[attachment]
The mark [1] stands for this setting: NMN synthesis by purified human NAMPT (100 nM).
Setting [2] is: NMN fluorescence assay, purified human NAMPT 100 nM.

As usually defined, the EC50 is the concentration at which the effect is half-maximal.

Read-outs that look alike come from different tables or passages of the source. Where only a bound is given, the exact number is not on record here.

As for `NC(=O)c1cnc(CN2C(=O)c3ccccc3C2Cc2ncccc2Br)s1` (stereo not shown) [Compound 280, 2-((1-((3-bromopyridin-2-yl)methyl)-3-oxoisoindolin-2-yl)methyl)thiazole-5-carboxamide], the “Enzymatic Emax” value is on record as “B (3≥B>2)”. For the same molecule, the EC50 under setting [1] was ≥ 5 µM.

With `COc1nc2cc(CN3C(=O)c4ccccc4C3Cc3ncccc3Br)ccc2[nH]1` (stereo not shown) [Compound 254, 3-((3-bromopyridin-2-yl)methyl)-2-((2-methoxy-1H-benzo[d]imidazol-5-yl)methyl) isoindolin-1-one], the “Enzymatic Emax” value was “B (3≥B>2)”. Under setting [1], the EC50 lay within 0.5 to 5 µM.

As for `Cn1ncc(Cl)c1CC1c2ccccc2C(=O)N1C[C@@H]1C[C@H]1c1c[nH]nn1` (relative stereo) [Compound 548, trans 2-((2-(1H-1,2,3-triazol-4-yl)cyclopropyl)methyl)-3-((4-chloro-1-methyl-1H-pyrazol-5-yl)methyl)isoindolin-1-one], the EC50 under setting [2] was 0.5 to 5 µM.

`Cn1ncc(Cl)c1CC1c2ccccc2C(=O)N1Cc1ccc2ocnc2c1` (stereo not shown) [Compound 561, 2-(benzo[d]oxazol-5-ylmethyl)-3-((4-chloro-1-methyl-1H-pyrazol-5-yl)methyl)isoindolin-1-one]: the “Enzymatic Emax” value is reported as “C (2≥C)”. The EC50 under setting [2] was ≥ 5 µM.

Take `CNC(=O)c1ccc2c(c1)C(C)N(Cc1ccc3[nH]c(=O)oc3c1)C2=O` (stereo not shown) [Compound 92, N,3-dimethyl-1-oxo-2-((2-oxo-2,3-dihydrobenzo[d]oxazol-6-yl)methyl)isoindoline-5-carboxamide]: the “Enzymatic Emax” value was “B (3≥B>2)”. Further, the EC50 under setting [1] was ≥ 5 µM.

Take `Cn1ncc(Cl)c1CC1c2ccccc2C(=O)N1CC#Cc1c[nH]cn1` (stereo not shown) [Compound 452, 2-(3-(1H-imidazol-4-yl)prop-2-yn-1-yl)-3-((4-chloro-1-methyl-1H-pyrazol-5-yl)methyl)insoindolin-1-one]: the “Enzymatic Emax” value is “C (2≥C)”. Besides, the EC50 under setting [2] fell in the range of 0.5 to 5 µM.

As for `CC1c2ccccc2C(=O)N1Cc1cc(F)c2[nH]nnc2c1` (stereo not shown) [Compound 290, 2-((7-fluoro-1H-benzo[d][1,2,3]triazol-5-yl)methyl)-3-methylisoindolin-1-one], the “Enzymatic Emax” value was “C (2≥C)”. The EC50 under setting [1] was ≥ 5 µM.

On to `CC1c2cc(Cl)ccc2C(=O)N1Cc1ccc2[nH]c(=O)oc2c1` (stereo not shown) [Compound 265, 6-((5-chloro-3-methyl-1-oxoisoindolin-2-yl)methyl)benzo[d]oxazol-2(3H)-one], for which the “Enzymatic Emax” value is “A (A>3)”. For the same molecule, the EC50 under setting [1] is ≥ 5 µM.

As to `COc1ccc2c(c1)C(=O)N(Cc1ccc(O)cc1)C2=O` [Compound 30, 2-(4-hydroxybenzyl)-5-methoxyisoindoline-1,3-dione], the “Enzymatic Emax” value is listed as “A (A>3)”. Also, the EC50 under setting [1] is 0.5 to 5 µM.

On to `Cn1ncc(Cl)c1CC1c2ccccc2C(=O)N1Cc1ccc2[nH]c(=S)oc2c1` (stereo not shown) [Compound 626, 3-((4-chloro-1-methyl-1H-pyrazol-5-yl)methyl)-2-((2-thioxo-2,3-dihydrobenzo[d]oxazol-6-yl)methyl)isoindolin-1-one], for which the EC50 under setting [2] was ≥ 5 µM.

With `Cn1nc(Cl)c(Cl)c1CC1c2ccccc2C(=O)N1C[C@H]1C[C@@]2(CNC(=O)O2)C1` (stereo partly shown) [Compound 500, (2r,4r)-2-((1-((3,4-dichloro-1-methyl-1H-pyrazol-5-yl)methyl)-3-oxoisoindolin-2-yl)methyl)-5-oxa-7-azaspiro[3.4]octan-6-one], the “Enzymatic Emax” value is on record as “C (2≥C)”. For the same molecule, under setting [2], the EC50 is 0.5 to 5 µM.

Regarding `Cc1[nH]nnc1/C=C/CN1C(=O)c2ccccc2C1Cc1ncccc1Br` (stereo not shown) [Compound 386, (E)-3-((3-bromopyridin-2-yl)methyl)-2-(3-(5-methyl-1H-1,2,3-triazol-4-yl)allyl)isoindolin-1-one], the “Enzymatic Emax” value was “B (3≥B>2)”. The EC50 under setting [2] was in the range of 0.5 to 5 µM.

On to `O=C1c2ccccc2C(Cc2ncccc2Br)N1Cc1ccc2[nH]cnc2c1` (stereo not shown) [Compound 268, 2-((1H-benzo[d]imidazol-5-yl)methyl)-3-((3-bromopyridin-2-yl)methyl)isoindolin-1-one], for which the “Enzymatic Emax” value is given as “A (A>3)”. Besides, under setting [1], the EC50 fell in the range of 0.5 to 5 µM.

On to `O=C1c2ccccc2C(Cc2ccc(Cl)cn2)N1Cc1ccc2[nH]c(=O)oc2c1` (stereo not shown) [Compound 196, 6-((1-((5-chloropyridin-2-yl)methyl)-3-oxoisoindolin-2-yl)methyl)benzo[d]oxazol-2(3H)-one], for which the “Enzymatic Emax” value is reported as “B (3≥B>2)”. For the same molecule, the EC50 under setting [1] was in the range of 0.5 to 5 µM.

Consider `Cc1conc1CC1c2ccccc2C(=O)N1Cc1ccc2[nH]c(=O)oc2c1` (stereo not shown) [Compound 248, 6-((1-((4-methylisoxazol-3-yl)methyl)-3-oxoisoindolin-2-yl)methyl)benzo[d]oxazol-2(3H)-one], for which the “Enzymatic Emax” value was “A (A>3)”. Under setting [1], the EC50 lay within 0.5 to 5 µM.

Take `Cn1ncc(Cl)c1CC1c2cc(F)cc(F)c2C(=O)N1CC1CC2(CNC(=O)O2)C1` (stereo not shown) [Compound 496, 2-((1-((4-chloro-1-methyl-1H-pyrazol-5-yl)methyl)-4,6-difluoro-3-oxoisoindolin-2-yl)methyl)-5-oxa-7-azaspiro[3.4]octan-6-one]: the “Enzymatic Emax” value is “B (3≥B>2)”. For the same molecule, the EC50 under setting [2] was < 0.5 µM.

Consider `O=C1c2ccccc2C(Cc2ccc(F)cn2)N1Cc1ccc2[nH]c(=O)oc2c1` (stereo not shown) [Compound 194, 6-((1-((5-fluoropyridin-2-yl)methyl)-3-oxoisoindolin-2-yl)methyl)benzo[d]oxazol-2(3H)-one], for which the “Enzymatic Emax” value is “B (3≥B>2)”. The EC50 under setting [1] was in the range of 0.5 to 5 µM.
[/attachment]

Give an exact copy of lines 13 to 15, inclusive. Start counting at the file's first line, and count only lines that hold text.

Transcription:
As to `COc1ccc2c(c1)C(=O)N(Cc1ccc(O)cc1)C2=O` [Compound 30, 2-(4-hydroxybenzyl)-5-methoxyisoindoline-1,3-dione], the “Enzymatic Emax” value is listed as “A (A>3)”. Also, the EC50 under setting [1] is 0.5 to 5 µM.

On to `Cn1ncc(Cl)c1CC1c2ccccc2C(=O)N1Cc1ccc2[nH]c(=S)oc2c1` (stereo not shown) [Compound 626, 3-((4-chloro-1-methyl-1H-pyrazol-5-yl)methyl)-2-((2-thioxo-2,3-dihydrobenzo[d]oxazol-6-yl)methyl)isoindolin-1-one], for which the EC50 under setting [2] was ≥ 5 µM.

With `Cn1nc(Cl)c(Cl)c1CC1c2ccccc2C(=O)N1C[C@H]1C[C@@]2(CNC(=O)O2)C1` (stereo partly shown) [Compound 500, (2r,4r)-2-((1-((3,4-dichloro-1-methyl-1H-pyrazol-5-yl)methyl)-3-oxoisoindolin-2-yl)methyl)-5-oxa-7-azaspiro[3.4]octan-6-one], the “Enzymatic Emax” value is on record as “C (2≥C)”. For the same molecule, under setting [2], the EC50 is 0.5 to 5 µM.